What is a Coincidence?
What genealogist hasn’t run into what seems like a remarkable coincidence when researching their family? Some of the toughest things for genealogists to handle are those “coincidences.” Some coincidences are meaningless and we need to weed them out and disregard them or they will waste our time and even lead us to wrong conclusions. Other coincidences are meaningful and are major clues. How do you tell them apart?
The first thing to do is to define what we really mean by “coincidence.” The parts of the word simply indicate that something happened at roughly the same place and time as something else. That doesn’t really do it though. Coincidences need to have some sort of surprise factor. There can’t be a cause and effect relation. If you throw a rock at a window and then hear the sound of shattering glass, you would not call it a coincidence. If you threw the same rock at a tree and heard the sound of shattering glass just as you saw the rock hit the tree, that you would probably think of it as a coincidence—and a pretty strange one at that. A more genealogical example might be finding a man with a very unusual name in a small town and then finding a different man in the same town with the same name fifty years later. Coincidence or a child named for his grandfather?
Another set of occurrences that we shouldn’t really think of as coincidences are things that have the same cause. It isn’t a coincidence when the snow melts and the first plants start to come up in the spring. Both are brought on by the arrival of warmer weather.
Events that don’t have any apparent connection don’t qualify as a coincidences either. You would not think “Wow, what a coincidence!” if the dog two doors down starts to bark at the same moment you took a sip of tea.
Coincidence to Clue in Genealogy
If we find something that looks like a coincidence, what should we do? Can we immediately conclude that we have something meaningful and go on from there? No, given the number of people who have existed in the last few hundred years and the number of things they did that were recorded, there is plenty of room for chance to make things seem to be connected when they are not. In fact, it would be strange if chance did not make a few things seem to be connected when they are not. Lots of things happen and some of them will randomly seem to be related. Can we immediately conclude that our coincidence is meaningless? No, it might be that what looks like two unconnected random facts are actually connected by cause and effect. One may have caused the other, or they might be the results of a common cause or share some common factor.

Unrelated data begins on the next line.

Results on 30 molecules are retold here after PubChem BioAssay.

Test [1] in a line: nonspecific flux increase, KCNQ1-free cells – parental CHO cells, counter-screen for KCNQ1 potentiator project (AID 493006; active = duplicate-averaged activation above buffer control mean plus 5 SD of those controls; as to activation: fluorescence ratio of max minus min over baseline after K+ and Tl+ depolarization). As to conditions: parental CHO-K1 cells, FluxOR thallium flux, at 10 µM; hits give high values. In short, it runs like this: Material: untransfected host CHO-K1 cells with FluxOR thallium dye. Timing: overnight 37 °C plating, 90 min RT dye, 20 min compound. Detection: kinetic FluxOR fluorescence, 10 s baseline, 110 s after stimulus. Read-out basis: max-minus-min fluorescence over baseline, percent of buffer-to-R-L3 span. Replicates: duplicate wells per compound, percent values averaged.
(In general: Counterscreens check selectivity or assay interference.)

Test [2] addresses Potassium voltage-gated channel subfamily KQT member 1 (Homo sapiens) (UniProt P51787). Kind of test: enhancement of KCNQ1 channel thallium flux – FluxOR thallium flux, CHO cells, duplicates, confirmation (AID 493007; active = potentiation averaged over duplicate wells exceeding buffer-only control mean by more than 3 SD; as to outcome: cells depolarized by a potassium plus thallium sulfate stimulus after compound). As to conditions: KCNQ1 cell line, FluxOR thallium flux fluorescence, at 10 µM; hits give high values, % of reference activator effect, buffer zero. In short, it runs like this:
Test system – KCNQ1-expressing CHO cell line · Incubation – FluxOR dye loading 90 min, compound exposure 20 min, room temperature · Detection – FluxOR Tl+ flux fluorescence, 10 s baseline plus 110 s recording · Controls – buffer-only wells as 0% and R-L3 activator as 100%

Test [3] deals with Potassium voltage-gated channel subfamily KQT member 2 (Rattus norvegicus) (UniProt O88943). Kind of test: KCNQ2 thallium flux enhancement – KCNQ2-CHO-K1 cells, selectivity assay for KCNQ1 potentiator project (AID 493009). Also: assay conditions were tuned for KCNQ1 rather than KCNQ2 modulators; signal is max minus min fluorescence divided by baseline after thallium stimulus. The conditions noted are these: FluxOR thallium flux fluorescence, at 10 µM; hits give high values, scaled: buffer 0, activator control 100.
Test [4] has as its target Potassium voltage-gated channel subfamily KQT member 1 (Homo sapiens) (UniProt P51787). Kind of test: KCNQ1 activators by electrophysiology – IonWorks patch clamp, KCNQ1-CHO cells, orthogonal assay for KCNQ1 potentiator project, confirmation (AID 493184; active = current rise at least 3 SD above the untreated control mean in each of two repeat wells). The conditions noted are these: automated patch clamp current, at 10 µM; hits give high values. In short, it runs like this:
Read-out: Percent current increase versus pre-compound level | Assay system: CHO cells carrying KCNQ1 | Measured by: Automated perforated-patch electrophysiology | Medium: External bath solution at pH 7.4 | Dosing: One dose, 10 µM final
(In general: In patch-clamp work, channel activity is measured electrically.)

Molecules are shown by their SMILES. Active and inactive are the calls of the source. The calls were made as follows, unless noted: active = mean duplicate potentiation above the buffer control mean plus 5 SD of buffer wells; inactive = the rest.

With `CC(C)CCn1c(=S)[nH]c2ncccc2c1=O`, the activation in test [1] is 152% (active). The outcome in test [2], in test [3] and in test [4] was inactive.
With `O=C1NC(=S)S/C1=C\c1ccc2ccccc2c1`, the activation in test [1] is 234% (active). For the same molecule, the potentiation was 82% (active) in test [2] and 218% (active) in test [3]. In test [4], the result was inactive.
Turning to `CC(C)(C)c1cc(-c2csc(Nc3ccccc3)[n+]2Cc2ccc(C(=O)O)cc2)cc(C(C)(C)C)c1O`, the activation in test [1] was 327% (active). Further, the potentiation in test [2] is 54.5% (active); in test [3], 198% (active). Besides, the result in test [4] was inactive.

One question that needs to be asked is, what is the chance that there is something behind this coincidence? Figuring that out means digging into the situation. If you just discovered that one of your ancestors was in the Civil War and you look at the names of the other men in his unit and see a name that looks familiar, is it random or meaningful? If the name is familiar because someone of that name lived in the same town that you suspect your ancestor lived in before the war, then it might be meaningful. Nevertheless, you could only conclude that after you learn that Civil War units were usually made up of men from the same area. You can also think about what is the chance that it is a random coincidence that two people with the same unusual last name are from the same place? Is the population of that place 50 or 50,000? Is the name unusual in general but common among an ethnic group that is numerous in that area? All of these things help to decide if the coincidence is worth pursuing.
The other question that you should ask is, “If this was more than a coincidence, how could these things be connected?” There might no way for them to be connected or there might be several. If there is no way, then it is time to go on. If there is a way or even several different ways, then you need to think about the next question—”What would a possible relationship between these things mean?” What kind of evidence might exist if any given possible connection was correct? Once you are able to ask that question, you have turned a coincidence into a clue and that is cause for a little celebration.Twitter It!
By Daniel Hubbard | March 16, 2014
Sure, we already have Family History Month in October but as my kids have pointed out to me lately, to be cool now, your activity needs to have a specific day with a funny connection to what it is supposed to celebrate. For example, earlier this month, grammarians celebrated grammar day on March 4. They are clearly required to celebrate as well. It is an imperative, literally. The day is March Fourth or as a clear order “March forth!” It is apparently a day for grammar gurus to take to the streets.